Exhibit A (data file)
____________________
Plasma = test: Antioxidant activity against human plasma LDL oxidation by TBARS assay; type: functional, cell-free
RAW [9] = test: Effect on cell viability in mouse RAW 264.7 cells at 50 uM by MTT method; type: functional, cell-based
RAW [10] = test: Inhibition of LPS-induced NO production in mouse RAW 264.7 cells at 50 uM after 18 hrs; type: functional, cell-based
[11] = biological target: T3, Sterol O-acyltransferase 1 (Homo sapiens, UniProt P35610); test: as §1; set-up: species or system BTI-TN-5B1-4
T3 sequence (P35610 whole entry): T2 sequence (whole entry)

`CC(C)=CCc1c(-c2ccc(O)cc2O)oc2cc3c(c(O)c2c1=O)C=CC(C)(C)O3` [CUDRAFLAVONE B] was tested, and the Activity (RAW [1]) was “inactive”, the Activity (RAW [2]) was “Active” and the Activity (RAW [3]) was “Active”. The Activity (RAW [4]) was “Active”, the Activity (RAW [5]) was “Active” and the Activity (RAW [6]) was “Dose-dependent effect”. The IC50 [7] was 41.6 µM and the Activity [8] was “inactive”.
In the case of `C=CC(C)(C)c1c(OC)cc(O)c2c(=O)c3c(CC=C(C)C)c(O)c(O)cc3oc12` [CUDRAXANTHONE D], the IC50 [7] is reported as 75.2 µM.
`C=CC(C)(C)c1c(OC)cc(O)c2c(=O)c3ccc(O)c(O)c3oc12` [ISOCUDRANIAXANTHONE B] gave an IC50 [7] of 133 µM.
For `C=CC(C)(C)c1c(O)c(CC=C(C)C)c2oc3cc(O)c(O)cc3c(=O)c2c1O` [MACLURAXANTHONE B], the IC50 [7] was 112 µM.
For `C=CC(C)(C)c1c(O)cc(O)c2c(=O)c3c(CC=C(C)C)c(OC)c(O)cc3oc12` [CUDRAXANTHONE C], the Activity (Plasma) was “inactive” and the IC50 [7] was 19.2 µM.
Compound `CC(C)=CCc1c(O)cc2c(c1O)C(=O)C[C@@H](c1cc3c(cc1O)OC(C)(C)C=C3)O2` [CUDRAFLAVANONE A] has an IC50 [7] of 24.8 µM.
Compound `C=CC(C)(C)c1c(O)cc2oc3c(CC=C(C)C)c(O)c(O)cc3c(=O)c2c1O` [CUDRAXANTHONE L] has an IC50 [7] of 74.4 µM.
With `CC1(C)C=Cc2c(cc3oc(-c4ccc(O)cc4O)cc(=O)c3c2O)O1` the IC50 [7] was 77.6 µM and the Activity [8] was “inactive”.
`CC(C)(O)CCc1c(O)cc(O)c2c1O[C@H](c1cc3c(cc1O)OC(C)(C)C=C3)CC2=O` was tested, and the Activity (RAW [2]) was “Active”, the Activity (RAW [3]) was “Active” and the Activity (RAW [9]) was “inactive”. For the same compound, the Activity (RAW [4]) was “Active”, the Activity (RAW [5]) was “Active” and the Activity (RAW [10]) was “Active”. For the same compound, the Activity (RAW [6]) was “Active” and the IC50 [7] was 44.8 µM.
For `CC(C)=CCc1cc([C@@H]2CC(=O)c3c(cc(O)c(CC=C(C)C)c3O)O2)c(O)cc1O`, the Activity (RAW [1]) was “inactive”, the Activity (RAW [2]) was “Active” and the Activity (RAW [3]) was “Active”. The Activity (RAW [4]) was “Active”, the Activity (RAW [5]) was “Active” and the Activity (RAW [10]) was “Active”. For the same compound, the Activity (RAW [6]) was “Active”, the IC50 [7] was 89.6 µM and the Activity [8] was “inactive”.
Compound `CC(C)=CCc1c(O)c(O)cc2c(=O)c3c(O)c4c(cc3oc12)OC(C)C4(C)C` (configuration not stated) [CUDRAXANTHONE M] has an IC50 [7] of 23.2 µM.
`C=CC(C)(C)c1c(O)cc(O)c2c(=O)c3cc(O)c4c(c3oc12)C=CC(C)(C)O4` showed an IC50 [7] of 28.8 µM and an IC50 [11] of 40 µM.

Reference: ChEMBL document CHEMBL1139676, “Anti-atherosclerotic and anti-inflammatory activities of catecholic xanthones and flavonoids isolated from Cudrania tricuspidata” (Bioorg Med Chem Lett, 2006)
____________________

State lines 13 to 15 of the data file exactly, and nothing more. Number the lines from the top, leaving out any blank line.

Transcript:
With `CC1(C)C=Cc2c(cc3oc(-c4ccc(O)cc4O)cc(=O)c3c2O)O1` the IC50 [7] was 77.6 µM and the Activity [8] was “inactive”.
`CC(C)(O)CCc1c(O)cc(O)c2c1O[C@H](c1cc3c(cc1O)OC(C)(C)C=C3)CC2=O` was tested, and the Activity (RAW [2]) was “Active”, the Activity (RAW [3]) was “Active” and the Activity (RAW [9]) was “inactive”. For the same compound, the Activity (RAW [4]) was “Active”, the Activity (RAW [5]) was “Active” and the Activity (RAW [10]) was “Active”. For the same compound, the Activity (RAW [6]) was “Active” and the IC50 [7] was 44.8 µM.
For `CC(C)=CCc1cc([C@@H]2CC(=O)c3c(cc(O)c(CC=C(C)C)c3O)O2)c(O)cc1O`, the Activity (RAW [1]) was “inactive”, the Activity (RAW [2]) was “Active” and the Activity (RAW [3]) was “Active”. The Activity (RAW [4]) was “Active”, the Activity (RAW [5]) was “Active” and the Activity (RAW [10]) was “Active”. For the same compound, the Activity (RAW [6]) was “Active”, the IC50 [7] was 89.6 µM and the Activity [8] was “inactive”.